Classic Gothic Tales & Their True Villain

It’s finally that time of year again; where shadows dance, edged in flickering candlelight, and the unknown is all the more alluring as darkness descends.

*ahem* Sorry, forgot to turn off my Literary Voice. 

Spooky season. It’s spooky season.

As tomorrow is Halloween, I thought it’d be fun to take a look at some classic, favorited-by-many gothic novels and decide who (or what) is the real villain in the book.

Villains are deliciously exciting. As both a reader and a writer, I revel in well-crafted antagonists—characters you love to hate (or vice versa) who not only act as a hindrance to the main character, but demonstrate the evil of human nature in creatively varied ways. Whether the adversary is human, supernatural, or ambiguous, their value as a barricade to “Happily Ever After” makes conflict all the more exciting.

Wuthering Heights (Emily Brontë)

Summary: Wuthering Heights is a wild, passionate story of the intense and almost demonic love between Catherine Earnshaw and Heathcliff, a foundling adopted by Catherine’s father. After Mr. Earnshaw’s death, Heathcliff is bullied and humiliated by Catherine’s brother Hindley and, wrongly believing that his love for Catherine is not reciprocated, leaves Wuthering Heights, only to return years later as a wealthy and polished man. He proceeds to exact a terrible revenge for his former miseries (summary sourced from Amazon).

Perceived villain: Heathcliff

My take: Everyone sucks.

Even the blurb on Amazon paints Heathcliff as the villain! However, if you’ve read this classic, you know it’s pretty hard to find a character to root for. Catherine is selfish and dishonest, Heathcliff is the definition of Chaotic Evil, Isabella is a BORE every time we see her, and Edgar is…fine, I guess, but I never liked him? Even one of the narrators, Mr. Lockwood, ends the book with an uppity attitude regarding the complex, intense history that’s been shared with him. I think the beauty of Wuthering Heights lies in the moral gray that encapsulates each character. Arguably, no one is all good or all bad; they all have their reasons for hurting others and themselves.

The Picture of Dorian Gray (Oscar Wilde)

Summary: Enthralled by his own exquisite portrait, Dorian Gray exchanges his soul for eternal youth and beauty. Influenced by his friend Lord Henry Wotton, he is drawn into a corrupt double life; indulging his desires in secret while remaining a gentleman in the eyes of polite society (summary sourced from Penguin).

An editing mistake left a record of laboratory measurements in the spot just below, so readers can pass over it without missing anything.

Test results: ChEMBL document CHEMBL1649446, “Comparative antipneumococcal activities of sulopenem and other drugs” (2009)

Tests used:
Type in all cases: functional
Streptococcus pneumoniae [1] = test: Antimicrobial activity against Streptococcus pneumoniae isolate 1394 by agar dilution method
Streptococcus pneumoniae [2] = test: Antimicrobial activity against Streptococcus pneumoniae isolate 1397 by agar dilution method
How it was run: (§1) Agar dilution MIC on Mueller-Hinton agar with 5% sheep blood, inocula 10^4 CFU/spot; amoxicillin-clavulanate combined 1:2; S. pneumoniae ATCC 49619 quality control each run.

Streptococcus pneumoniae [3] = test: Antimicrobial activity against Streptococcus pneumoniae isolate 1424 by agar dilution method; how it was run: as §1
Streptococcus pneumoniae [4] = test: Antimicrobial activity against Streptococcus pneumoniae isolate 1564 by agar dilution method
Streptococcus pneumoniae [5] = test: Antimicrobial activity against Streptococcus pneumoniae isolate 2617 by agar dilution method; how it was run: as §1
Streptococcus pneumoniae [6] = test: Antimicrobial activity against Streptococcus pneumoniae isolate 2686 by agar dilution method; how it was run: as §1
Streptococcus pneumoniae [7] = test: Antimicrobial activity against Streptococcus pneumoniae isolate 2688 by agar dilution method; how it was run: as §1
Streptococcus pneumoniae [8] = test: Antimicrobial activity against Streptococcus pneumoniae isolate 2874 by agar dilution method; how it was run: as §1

Perceived villain: Lord Henry Wotton

My take: Dorian is the real villain.

Look, we’ve all had crappy friends who influence us to do things we normally wouldn’t do. But if Person A influences Person B to commit a heinous act, who takes the fall for it? Person B. Because at the end of the day, Person B was the one to do the bad thing. And in Dorian’s case, he not only likes being bad, he loves it. Any hesitation he has about his actions doesn’t stem from guilt, but fear of someone discovering his secret. Lord Wotton SUCKS for egging on his “friend,” but it was Dorian who willingly decided to develop into a devil.

Frankenstein (Mary Shelley)

Summary: Victor Frankenstein is a scientist obsessed with generating life from lifeless matter. He subsequently manages to create a horrifying, sentient creature assembled from pieces of stolen body parts. Shunned by society and faced with eternal isolation, the creature becomes murderous with revenge against the one who brought him into existence, Frankenstein (summary sourced from Blurb).

Perceived villain: The Monster or Victor Frankenstein

My take: This is a tricky one based on who the perceived villain is. While The Monster fills the normal archetype of their namesake, Victor plays at becoming a god and forsakes his creation to a world they didn’t choose to be brought into. From what I’ve seen and read online, many readers see Victor as a reprehensible villain—letting his scientific ambition morph into cruel avoidance of responsibility for the sentient life he created—and I have to agree. 

Dracula (Bram Stoker)

Summary: Jonathan Harker is traveling to Castle Dracula to see the Transylvanian noble, Count Dracula. He is begged by locals not to go there, because on the eve of St. George’s Day, when the clock strikes midnight, all the evil things in the world will come full sway. But business must be done, so Jonathan makes his way to the Castle – and then his nightmare begins. His beloved wife Meena and other lost souls have fallen under the Count’s horrifying spell. Dracula must be destroyed… (summary sourced from Penguin).

Perceived villain: Count Dracula

My take: Count Dracula, duh.

Count Dracula is literally a vampire out to kill people. The rest of the characters (even Renfield in a moment of clarity) simply try to keep themselves and other innocent humans safe. There isn’t too much room for argument on this one in my opinion.

Who’s The Worst of the Bunch?

What do you think—have I missed a villain or two? What other gothic novels (and their villains) would you add to this list?

Stay spooky!

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